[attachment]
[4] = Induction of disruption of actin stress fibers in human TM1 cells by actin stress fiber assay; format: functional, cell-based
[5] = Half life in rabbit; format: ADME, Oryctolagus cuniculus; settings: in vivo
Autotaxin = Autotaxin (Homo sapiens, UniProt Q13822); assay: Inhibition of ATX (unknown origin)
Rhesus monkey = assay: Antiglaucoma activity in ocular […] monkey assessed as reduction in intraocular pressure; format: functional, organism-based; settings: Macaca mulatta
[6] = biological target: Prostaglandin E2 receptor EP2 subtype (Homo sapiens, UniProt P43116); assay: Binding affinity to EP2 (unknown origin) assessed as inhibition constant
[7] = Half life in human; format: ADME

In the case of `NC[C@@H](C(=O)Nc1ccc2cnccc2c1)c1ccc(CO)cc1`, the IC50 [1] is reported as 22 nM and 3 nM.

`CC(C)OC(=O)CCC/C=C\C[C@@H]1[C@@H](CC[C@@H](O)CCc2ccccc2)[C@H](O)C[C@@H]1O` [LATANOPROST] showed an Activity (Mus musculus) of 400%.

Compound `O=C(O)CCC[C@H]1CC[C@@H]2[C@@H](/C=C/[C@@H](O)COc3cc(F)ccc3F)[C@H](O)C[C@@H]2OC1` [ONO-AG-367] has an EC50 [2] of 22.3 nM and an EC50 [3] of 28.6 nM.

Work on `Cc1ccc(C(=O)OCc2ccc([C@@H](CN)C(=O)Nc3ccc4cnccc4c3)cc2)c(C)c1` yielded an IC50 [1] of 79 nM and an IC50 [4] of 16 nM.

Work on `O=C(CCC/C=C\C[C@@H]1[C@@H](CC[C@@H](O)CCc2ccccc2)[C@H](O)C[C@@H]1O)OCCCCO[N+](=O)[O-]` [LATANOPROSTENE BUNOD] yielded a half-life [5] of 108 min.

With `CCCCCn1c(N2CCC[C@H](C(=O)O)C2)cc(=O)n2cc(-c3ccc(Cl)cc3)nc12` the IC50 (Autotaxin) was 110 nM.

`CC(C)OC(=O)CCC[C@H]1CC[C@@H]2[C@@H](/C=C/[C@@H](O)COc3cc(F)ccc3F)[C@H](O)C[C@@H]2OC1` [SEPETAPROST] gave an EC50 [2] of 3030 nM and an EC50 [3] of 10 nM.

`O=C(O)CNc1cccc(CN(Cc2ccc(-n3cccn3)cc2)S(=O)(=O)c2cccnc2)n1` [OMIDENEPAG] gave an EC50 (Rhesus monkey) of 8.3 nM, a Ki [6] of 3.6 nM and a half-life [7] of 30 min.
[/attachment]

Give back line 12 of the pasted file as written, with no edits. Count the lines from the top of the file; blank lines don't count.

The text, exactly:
With `CCCCCn1c(N2CCC[C@H](C(=O)O)C2)cc(=O)n2cc(-c3ccc(Cl)cc3)nc12` the IC50 (Autotaxin) was 110 nM.